Religious devotion as predictor of behavior

Robert Lynch, a postdoctoral fellow in anthropology, says the level of devotion one feels toward religious beliefs can predict how that person likely will interact with members of his own group or with members outside of the group. Lynch's latest research paper, "Religious Devotion and Extrinsic Religiosity Affect In-group Altruism and Out-group Hostility Oppositely in Rural Jamaica," published in Evolutionary Psychology Science, suggests that a sincere belief in God—religious devotion—is unrelated to feelings of prejudice. Rather, Lynch's research finds that those whose religious beliefs are extrinsic—who use religion as a way to achieve non-religious goals such as attaining status or joining a social group—and who regularly attend religious services are more likely to hold hostile attitudes toward outsiders.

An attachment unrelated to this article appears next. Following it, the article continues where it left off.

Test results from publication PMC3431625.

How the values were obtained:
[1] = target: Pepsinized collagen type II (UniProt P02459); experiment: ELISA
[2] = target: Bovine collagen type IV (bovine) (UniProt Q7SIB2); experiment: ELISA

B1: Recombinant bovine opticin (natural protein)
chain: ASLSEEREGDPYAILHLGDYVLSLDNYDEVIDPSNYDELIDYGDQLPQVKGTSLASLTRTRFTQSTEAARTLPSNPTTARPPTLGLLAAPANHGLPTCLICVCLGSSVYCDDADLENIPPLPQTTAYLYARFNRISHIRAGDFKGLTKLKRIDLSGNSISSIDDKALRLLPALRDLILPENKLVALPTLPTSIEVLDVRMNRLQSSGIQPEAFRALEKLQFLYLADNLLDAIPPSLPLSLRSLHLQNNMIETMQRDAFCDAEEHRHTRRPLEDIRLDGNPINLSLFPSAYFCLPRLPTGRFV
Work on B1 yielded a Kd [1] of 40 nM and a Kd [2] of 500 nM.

"It's not the true believers who are the problem," Lynch says. "It's the people who use religion, perhaps in a cynical way, to further their goals."

Lynch says one way to look at the issue is to compare ISIS with Al Qaeda. He says ISIS is mostly composed of former Iraqi generals who served under Saddam Hussein, and they are not particularly religious. Members of ISIS routinely kill members of their own group as well as individuals outside their group (both Sunnis and Shias). One of the main objectives for ISIS is to expand its territory, and it often uses a religious pretext to achieve its goals. On the other hand, Al Qaeda, a Sunni Muslim organization created in 1988 to fight the Soviet invasion of Afghanistan, does not typically kill fellow Muslims. Lynch says members of Al Qaeda are true believers who like members of their own group and are not as hostile to outside groups.